We have every reason to be concerned about that. As the right hon. Lady knows, the Government have repeatedly ignored votes in this House. However, if an instruction is clear and unequivocal, as this motion is, and it is ignored by the Government, there will political consequences—we have seen that previously with a contempt motion in this House—and there could also be legal consequences. In any normal times, this Government would be long gone because of their incompetence and the multiple fiascos that we have had recently but, really, if this Government were to ignore an instruction as clear as this and plunge the nations of these islands into the economic disaster of no deal, not only would they not survive it, but the Conservative and Unionist party would not survive it.
I am looking closely at the hon. and learned Lady’s motion. Can she confirm that, with the timelines that it outlines, voting for her motion tonight will absolutely mean voting again for European elections and having to have MEPs?
We all know that, if there is any sort of a lengthy extension, there will have to be European elections. I know that there is some learned opinion to the contrary, but the weight of opinion is that there will have to be European elections. I know that that will be difficult for some people to deal with, but if that is the consequence of preventing no deal and protecting our constituents’ livelihoods—the businesses of our constituents and the jobs of our constituents—then so be it and no responsible MP could fail to support this motion tonight. There are four motions before us. I will vote for two of the other ones as well but supporting this motion does not preclude hon. Members from supporting other motions. It is not a motion about the eventual outcome; it is a motion about process and about protecting us. [Interruption.] I can see that Mr Speaker is keen to bring in other speakers. I will not take up much more time, so I will wind up to a conclusion.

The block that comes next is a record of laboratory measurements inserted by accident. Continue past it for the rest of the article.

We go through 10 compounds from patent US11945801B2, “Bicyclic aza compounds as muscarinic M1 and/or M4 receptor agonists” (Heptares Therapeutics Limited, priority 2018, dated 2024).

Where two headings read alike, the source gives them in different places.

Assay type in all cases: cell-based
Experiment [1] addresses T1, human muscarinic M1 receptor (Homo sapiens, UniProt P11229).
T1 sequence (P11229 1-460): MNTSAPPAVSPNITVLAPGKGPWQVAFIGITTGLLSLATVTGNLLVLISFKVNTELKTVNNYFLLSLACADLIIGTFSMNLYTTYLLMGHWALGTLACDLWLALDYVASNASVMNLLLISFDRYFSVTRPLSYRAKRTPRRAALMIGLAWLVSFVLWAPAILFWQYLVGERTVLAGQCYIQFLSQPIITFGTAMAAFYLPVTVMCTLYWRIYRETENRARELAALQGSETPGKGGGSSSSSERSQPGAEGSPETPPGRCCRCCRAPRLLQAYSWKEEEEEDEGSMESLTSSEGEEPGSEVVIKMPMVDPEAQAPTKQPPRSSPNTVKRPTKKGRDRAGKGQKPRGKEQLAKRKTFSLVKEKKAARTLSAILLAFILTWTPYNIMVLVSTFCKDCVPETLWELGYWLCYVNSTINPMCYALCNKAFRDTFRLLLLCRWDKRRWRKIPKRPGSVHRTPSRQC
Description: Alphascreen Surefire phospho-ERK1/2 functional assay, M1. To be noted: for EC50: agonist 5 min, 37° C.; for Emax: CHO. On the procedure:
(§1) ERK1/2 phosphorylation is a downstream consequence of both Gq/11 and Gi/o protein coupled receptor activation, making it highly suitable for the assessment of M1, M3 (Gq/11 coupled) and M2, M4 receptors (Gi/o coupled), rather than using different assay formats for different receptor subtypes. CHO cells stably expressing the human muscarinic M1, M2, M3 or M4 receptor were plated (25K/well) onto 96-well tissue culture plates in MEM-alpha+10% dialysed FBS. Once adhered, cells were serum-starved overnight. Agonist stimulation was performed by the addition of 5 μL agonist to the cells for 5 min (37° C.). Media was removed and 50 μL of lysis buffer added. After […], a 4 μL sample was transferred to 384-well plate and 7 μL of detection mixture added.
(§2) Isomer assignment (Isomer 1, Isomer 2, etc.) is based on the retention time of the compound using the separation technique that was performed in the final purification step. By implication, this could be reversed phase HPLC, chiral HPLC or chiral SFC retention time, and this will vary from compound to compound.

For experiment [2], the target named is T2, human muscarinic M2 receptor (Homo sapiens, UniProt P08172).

For Conservative Members of Parliament, this is an opportunity to make good on the promise that the Prime Minister has already made to this House that, unless the House agrees to it, no deal will not happen. For Labour MPs, it is the opportunity to make good on the promise in their 2017 manifesto, which of course I have read, as I always do Labour manifestos, and which says:
“Labour recognises that leaving the EU with ‘no deal’ is the worst possible deal for Britain and that it would do damage to our economy and trade. We will reject ‘no deal’ as a viable option”.
This is pretty much the last chance saloon. If Labour wants to reject no deal as a viable option and put in place the insurance policy of revocation, then it really needs to do that today.